Living donor transplant developed as a direct result of the critical shortage of deceased donors. Living organ donation dates back to 1954, when a kidney from one twin was successfully transplanted into his identical brother. Today, one in four living donors isn’t biologically related to the recipient.
Types of living donor transplants
Who can be a living donor?
Steps to Becoming a Living Donor
- Blood tests
- Tissue typing
- Cross matching
- Antibody screen
- Urine tests
- Chest X-Ray and Electrocardiogram (EKG)
- Radiologic testing
- Female donors may receive a gynecological examination
- Cancer screening
- Assessment of mental health, ability to understand the risks and benefits as a donor; Determination that the potential living donor is free from coercion.
- The transplant recipient’s insurance will cover the general expenses of a living donor: the evaluation, surgery, and limited follow-up tests and medical appointments.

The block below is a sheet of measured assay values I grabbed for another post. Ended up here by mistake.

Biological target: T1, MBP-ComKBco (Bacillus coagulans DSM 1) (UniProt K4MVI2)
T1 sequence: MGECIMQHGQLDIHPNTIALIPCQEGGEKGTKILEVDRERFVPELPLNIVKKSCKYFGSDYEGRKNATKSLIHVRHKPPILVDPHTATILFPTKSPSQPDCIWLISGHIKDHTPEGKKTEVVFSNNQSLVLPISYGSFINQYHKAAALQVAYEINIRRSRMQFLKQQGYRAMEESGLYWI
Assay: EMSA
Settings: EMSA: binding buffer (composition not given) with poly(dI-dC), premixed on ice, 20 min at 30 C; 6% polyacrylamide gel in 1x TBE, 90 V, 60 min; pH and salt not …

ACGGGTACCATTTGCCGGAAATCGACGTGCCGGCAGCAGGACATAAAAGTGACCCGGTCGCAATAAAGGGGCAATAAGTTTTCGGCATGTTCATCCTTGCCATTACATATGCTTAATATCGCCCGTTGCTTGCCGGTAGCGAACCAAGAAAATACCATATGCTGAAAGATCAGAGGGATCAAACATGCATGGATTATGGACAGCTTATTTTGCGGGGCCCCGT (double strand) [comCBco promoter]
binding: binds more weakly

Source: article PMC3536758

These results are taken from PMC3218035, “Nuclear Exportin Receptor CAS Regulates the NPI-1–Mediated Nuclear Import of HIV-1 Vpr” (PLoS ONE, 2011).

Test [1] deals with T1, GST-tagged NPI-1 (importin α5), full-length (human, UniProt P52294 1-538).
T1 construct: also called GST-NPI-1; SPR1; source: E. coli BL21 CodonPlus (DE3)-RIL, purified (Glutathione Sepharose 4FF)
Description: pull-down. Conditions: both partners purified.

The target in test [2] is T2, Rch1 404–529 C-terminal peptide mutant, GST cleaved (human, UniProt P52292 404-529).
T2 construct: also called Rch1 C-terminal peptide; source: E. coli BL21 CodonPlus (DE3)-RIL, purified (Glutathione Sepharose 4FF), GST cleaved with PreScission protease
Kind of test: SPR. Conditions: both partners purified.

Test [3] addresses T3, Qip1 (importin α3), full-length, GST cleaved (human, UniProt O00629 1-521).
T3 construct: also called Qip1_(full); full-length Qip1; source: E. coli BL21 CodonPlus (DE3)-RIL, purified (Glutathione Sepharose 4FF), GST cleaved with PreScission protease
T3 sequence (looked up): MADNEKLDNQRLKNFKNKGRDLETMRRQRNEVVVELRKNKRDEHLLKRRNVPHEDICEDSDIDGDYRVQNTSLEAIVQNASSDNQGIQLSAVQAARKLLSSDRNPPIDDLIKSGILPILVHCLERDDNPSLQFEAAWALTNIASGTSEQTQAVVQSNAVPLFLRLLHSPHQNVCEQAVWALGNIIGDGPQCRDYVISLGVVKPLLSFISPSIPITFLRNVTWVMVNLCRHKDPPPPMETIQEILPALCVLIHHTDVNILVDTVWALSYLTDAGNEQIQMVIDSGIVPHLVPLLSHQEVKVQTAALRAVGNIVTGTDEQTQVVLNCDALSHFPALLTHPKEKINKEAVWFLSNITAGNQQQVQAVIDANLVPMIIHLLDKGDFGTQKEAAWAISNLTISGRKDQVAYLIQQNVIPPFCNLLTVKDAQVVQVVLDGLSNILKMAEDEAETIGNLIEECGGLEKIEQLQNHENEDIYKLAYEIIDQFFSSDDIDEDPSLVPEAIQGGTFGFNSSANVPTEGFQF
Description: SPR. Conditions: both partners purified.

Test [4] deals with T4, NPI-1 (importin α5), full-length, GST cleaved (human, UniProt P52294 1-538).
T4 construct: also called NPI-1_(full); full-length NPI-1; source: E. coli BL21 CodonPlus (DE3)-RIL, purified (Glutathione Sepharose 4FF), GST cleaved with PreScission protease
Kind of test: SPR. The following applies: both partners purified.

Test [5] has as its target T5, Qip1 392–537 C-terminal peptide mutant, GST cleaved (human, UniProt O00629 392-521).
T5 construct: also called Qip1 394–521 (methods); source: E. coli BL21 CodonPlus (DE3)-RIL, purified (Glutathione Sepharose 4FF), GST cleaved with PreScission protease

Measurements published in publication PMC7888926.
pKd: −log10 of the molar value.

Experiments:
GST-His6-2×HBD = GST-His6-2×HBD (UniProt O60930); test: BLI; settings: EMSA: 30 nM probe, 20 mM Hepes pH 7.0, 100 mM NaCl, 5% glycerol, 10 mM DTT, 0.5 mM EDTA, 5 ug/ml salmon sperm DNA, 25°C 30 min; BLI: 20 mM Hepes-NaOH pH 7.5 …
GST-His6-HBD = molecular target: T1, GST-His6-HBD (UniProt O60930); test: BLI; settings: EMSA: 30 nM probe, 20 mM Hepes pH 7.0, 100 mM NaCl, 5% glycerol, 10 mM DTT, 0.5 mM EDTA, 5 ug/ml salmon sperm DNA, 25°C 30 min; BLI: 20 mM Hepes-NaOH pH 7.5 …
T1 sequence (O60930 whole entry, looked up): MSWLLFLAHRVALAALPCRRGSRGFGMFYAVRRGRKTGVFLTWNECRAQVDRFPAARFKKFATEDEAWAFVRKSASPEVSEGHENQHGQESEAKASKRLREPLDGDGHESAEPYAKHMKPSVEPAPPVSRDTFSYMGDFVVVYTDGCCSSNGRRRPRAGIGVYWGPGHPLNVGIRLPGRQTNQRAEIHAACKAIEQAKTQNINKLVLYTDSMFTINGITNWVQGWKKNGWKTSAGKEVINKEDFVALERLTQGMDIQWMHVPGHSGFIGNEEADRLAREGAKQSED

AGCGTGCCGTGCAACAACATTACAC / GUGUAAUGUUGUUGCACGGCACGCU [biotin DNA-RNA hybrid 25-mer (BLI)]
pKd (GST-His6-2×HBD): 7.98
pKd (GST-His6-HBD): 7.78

- The recipient’s insurance coverage usually does not cover transportation, lodging, long distance phone calls, childcare, or lost wages.
- The Living Bank offers stipends, on a limited basis, through an application process, to cover transportation and lodging.
- Kidney donor, the stay in the hospital is usually three to seven days after surgery.
- Liver donor, the stay in the hospital is usually a week, or longer in some cases.